Monday, 31 May 2010

Prismacolor Col-Erase: Can it be Erased?

During my pen-and-pencil retail therapy some days ago I picked a Prismacolor Col-Erase Carmin Red pencil. I'm informed by PencilTalk that Sanford which have been making these pencils along with Mirado and Mirado Black Warrior was due to close its US manufacturing facilities in 2009 and move to Mexico. This must have happened because the careful eye will discern the word Mexico inscribed on the pencil barrel.

Mexico inscribed on Prismacolor Col-Erase:

The Prismacolor Col-Erase boast that they are perfect for illustrating and animating, that they have a strong medium lead and erase with ease. And here I put the Carmin Red to the test. I made marks on

1. Winsor & Newton Cartridge Sketch Pad, 110gsm and on
2. Daler Cartridge Pad, 130gsm.

I used

1. Winsor & Newton Griffin eraser
2. Derwent eraser
3. the pencil's own eraser.

Prismacolor Col-Erase Carmin Red mark on Daler cartridge 130gsm paper :

Prismacolor Col-Erase Carmin Red on Daler 130gsm paper erased with Derwent eraser:

Same as above but 1/4 (on the right hand side) has been erased with Winsor & Newton Griffin eraser. Slightly better result.:

Prismacolor Col-Erase Carmin Red mark on Winsor &Newton cartridge 110 gsm paper. Erased with Derwent eraser:

Prismacolor Carmin Red on Winsor&Newton 110gsm paper.


And now erased with its own eraser:

Shouldn't one expect complete erasure from a Col-Erase? Or am I asking for too much?
As I have mentioned before the pencil came with a bar code label stuck to it like there was no tomorrow. An anonymous reader has suggested erasing the sticky stuff off. It worked!

Prismacolor have got a wonderful website. Check out Col-Erase and all the rest of their products there and maybe leave your own sketch behind.

Friday, 28 May 2010

Palimpsest's 6th Monthiversary Giveaway

Time flies! It has been a whole six months since Palimpsest made its appearance in the blogosphere and it feels like celebrating and spreading the joy.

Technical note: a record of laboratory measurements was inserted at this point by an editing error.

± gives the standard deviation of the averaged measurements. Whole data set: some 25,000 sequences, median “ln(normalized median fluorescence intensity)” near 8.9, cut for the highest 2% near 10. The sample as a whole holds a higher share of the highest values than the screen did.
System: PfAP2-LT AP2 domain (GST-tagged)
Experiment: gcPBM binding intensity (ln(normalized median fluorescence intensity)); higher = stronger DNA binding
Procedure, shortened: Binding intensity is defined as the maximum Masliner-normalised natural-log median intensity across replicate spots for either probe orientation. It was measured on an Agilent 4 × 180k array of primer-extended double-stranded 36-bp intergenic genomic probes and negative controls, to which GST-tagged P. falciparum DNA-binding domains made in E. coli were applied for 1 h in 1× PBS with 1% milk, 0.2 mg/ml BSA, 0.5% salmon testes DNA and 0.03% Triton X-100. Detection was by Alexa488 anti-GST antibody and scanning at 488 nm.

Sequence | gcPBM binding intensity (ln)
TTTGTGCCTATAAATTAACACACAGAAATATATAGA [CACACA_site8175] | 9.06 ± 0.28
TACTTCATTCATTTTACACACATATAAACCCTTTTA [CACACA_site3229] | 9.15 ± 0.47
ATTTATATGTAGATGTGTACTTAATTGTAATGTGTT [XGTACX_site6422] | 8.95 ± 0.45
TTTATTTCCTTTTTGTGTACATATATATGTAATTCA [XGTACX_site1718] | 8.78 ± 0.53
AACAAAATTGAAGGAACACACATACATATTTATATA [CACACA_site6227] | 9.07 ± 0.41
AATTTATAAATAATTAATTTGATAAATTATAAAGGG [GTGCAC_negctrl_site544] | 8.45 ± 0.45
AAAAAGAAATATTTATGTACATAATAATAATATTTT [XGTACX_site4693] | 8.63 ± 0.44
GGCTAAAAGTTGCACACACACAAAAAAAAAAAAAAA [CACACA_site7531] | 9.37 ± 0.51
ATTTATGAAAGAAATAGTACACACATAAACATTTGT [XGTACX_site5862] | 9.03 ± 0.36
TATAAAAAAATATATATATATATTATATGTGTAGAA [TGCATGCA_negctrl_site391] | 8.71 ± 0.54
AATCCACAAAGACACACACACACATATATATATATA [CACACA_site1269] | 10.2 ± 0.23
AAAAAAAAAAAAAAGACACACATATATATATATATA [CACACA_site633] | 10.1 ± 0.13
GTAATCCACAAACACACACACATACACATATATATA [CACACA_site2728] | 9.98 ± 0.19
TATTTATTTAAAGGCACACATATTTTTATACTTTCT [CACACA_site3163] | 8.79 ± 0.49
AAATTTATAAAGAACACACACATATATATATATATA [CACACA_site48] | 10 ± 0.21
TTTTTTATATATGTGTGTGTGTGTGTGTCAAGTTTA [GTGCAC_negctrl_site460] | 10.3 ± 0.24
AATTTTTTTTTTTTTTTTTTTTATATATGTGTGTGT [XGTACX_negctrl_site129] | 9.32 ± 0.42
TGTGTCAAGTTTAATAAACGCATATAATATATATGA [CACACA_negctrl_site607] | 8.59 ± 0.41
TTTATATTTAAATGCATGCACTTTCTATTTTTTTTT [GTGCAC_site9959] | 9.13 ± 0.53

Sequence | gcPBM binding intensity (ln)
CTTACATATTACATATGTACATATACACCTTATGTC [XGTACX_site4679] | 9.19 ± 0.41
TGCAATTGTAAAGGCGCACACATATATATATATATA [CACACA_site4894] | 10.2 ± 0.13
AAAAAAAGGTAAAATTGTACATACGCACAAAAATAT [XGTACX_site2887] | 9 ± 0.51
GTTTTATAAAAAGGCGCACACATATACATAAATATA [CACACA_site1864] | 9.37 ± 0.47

So here it goes. A lucky reader will get the following:

  1. Paperchase Eco notebook 
  2. O-Check notebook 
  3. Rhodia pencil
  4. Pencil made from recycled CD cases
  5. Kirin Japan ruler-pencil HB
  6. Staedtler pigment liner 0.3

Just leave a comment below to enter the draw (only one comment per reader, please). Ends Thursday, 3 June 20:00, UK time, or 15:00 EST. I shall of course post internationally. Winner has a week to contact me with their address details at

Paperchase e-co boasts "100% recycled paper and recycled leather left over from the working of natural leathers - Made in the foothills of the Italian Alps". It certainly has got a "recycled" feel with its black speckled cover and orange-lined pages.   O-Check notebook is a product of the Korean-based O-Check Design Graphics, maker of delightful stationery. Here's their website - I found it thanks to joiesh.

Good luck!

Wednesday, 26 May 2010

Pencil and Pen Retail Therapy. A Taste of Conté

Retail therapy. Who needs clothes and accessories when you've got pens and pencils. London Graphic Centre here I come. Picks of the day were (not in order of importance):
The pens:
STABILO pointVisco fine 0.5
STAEDTLER pigment liner 0.3
The pencils:
Conté 601 B Graphite
Conté 1355 No 41 Pastel, pink
Prismacolor COL-ERASE 20045 Cadmium Red
One bottle of ink:
Pelican 4001 Fountain Pen Ink, Turquoise

I haven't tried a Conté pencil before and I have to say this one offered a very pleasing writing experience. I find the Conté 601 B to have a solid yet buttery feel. I also like the feel of the barrel and I could even get used to the barcode which is engraved at the bottom. I loathe barcodes on pencils. The Prismacolor had one stuck on it so securely that it took a long time to get rid of and there's still glue on the wood which put me off.

Conté Graphite and Pastel

Conté Graphite 601B: Smooth operator.

Conté Pastel pink No 41. What a pleasure to press it onto paper and see it crumble away. Delectable pink.

Monday, 24 May 2010

A Spot of Summer

Over 20 degrees Celsius and everything collapses into itself. Fingers are sweating holding the pen, nib seems to expand, ink dries up or overflows with inane words - maybe it is only my imagination -  but let it be known I am no sun worshipper. Definitely not a park person. Regent's Park on a sunny Sunday was enforced upon me by friends and kids and the ensemble and I joined the myriad others from every faith, age and creed who had descended onto the grass, by the pond, onto the pedalos and boats and in the endless line for ice cream.